Launched in 1990, the Kristall module was initially berthed at a radial port opposite Kvant II; it was later moved to a different radial port 90° from its initial position. Although it is mainly used for storage, the 45-ft (13.7-m) long, 14-ft (4.3-m) wide module also offered astronauts a small taste of home with a greenhouse designed to allow botanists to study the effects of zero-gravity conditions on plant growth. Kristall featured a retractable solar array that generated between 5.5 and 8.4 KW of power. When the space shuttle began operations with Mir in 1995, the docking module that allowed the ship to mate with the station was attached at the far end of the Kristall module.

In May 1995, the Spektr module flew into orbit and was docked in Kristalls old position, at the radial port opposite Kvant II. More than 42 ft (12.7 m) long and 14 ft (4.3-m) wide, the module was designed for remote sensing studies of the Earth, and provided living quarters for visiting astronauts from the United States and the European community. The module also produced significant amounts of power from four 370 ft2 (33.3 m2) solar arrays. Severely damaged in a 1997 docking mishap, the module remained useless thereafter.

The final unit segment of Mir was the Priroda module, placed in orbit in 1996ten years after the core module, and five years beyond the planned lifetime of the station. The 42-ft (12.8-m) long, 14-ft (4.3-m) wide module incorporated optical systems to study the Earths resources. Lacking solar arrays, however, Priroda was unable to generate its own power, relying instead on batteries or on the Mir power network.

Collaboration

In 1994, the United States made an historic $400 million deal with Russia to place six American astronauts on Mir for durations of up to six months. Ostensibly an arrangement designed to prepare American crews for duty on the International Space Station (ISS) by exposing them to long periods in orbit, the deal also had political implications. With the collapse of the Russian economy, the Russian space program was in jeopardy, and with it, Russias commitment to provide crucial elements for the ISS, such as the habitat module. Although NASA officials insisted the Mir deal brought important experience and data to the ISS program, many viewed it as a thinly disguised subsidy for the Russian space program.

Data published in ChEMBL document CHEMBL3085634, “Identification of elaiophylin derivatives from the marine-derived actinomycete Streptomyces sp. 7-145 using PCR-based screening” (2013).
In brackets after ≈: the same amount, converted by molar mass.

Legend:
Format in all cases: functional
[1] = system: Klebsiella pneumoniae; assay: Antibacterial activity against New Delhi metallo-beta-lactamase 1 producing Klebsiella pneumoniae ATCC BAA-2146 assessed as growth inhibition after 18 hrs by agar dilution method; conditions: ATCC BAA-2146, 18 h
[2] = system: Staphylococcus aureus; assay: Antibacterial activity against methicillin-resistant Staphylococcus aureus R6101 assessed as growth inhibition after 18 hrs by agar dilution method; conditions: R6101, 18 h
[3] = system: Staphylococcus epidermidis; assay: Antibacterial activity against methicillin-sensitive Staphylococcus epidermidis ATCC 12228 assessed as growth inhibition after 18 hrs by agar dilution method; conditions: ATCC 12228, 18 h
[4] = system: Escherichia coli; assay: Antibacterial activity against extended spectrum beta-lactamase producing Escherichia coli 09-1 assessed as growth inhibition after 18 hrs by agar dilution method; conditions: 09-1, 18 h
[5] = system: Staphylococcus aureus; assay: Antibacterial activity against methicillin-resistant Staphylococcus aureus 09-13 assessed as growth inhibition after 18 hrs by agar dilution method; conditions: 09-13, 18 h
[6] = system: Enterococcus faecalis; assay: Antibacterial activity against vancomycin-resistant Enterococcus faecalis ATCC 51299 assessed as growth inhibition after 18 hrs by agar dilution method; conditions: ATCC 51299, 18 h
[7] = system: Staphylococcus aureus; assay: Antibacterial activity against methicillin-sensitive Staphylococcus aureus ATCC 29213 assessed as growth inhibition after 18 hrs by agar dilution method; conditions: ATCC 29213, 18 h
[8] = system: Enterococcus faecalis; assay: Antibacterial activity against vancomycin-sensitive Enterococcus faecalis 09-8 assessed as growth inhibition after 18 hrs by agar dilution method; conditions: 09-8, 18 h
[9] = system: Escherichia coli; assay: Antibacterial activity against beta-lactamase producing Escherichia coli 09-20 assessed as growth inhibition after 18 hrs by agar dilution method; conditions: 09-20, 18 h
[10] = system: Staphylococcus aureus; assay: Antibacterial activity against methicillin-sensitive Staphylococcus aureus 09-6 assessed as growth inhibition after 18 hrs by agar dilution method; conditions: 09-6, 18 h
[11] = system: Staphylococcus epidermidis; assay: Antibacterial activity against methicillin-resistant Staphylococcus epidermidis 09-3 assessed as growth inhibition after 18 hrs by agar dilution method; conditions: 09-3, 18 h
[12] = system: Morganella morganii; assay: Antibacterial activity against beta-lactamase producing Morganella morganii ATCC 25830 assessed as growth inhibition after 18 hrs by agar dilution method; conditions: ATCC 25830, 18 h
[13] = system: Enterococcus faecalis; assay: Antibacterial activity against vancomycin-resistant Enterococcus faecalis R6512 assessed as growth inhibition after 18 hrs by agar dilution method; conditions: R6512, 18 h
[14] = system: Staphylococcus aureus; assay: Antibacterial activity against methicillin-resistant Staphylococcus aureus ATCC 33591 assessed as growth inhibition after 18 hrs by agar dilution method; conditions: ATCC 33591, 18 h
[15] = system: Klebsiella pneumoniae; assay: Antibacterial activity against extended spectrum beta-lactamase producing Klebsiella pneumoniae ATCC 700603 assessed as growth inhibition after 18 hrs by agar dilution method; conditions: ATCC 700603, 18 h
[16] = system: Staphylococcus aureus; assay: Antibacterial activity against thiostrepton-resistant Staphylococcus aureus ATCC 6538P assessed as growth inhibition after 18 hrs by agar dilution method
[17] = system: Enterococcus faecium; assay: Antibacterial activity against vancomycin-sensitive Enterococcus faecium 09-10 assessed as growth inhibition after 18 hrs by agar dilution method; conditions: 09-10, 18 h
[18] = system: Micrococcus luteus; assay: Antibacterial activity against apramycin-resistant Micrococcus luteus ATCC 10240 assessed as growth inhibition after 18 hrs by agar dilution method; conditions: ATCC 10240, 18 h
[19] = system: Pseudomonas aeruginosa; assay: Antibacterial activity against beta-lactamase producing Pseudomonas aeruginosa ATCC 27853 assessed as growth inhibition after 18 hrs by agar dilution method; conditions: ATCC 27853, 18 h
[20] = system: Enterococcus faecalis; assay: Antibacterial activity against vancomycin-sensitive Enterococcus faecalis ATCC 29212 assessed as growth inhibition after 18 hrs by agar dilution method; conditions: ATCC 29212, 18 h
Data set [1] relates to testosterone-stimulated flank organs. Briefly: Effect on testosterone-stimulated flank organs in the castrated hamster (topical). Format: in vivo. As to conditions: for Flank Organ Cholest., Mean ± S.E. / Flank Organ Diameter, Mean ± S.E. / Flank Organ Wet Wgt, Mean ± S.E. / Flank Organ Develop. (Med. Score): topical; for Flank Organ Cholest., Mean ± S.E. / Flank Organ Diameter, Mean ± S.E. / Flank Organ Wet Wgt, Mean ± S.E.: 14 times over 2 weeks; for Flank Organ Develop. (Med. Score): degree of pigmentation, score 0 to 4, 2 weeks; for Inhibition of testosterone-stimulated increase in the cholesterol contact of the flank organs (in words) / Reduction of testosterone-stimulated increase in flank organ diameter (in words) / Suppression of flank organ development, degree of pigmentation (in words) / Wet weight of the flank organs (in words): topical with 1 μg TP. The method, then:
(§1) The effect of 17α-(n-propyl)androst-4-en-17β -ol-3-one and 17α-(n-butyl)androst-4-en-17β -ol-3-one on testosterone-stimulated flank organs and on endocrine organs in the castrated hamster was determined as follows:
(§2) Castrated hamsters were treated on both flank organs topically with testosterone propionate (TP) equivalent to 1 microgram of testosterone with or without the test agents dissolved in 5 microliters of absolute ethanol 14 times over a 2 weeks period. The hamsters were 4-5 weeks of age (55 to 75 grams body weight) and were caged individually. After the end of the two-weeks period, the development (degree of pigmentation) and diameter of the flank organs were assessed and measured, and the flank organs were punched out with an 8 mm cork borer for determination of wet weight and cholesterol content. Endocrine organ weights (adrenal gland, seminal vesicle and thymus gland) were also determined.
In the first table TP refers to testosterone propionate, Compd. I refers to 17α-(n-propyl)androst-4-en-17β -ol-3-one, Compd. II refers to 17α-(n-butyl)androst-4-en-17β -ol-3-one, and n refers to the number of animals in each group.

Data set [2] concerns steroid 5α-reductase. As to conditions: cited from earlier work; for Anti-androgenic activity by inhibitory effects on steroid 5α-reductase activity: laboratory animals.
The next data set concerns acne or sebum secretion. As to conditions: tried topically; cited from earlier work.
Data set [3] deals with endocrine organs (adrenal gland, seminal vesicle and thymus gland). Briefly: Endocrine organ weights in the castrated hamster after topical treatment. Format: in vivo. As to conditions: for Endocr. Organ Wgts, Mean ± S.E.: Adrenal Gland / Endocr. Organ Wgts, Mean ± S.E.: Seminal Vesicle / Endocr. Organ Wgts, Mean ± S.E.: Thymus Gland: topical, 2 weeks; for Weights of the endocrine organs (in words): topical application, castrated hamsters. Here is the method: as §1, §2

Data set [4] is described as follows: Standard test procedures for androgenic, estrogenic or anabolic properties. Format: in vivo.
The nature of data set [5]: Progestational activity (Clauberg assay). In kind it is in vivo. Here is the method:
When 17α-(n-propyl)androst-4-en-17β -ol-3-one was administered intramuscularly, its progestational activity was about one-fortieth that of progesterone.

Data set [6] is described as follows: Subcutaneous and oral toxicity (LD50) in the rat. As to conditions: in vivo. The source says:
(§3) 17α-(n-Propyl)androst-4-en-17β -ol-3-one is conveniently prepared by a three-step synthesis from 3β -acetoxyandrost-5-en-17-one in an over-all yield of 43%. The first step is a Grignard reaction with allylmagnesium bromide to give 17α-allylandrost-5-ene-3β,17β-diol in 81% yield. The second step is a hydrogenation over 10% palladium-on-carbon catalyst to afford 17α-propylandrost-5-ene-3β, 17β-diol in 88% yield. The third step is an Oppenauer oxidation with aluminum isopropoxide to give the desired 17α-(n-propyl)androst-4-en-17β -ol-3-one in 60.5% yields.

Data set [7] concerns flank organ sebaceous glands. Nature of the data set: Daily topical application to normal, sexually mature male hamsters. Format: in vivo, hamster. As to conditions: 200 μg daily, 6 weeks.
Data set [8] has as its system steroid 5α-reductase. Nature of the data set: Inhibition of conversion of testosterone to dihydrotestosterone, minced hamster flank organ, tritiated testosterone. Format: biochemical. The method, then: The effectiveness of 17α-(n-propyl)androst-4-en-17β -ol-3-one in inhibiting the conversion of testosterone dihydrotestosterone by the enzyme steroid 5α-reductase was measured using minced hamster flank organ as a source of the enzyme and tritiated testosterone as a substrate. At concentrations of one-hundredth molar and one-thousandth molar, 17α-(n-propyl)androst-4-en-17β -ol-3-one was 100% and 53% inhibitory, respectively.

Despite the wear and tear of more than a decade in space, the station functioned surprisingly well until 1997, the year that contained a number of mishaps. In February, an oxygen canister burst into flames, filling the living module with smoke. When the cosmonauts, turned to extinguish the flames, they discovered that the launch restraints on the firefighting equipment had never been removed, and spent valuable time searching in near darkness for tools to free them prior to extinguishing the flames.

In subsequent weeks, the main carbon dioxide removal system failed. Then, the cooling system malfunctioned, leaking coolant into the air and forcing the shutdown of the drinking-water reclamation system due to contamination. Temperatures in the modules remained at 96°F (36°C) for weeks.

In June, the station suffered the most dangerous setback. During the test of a new docking system, an unmanned rocket collided with the Spektr module, piercing the hull and crumpling solar panels. During the scramble to seal off the module, the astronauts were forced to disconnect cables that snaked from Spektrs solar panels into the other modules of the station, leaving Mir with only partial power. Days later, the steering units broke down, and then a power surge knocked out a computer. The cosmonauts were forced to use precious fuel from the Soyuz escape pod to reposition the station, turning the solar panels toward the sun.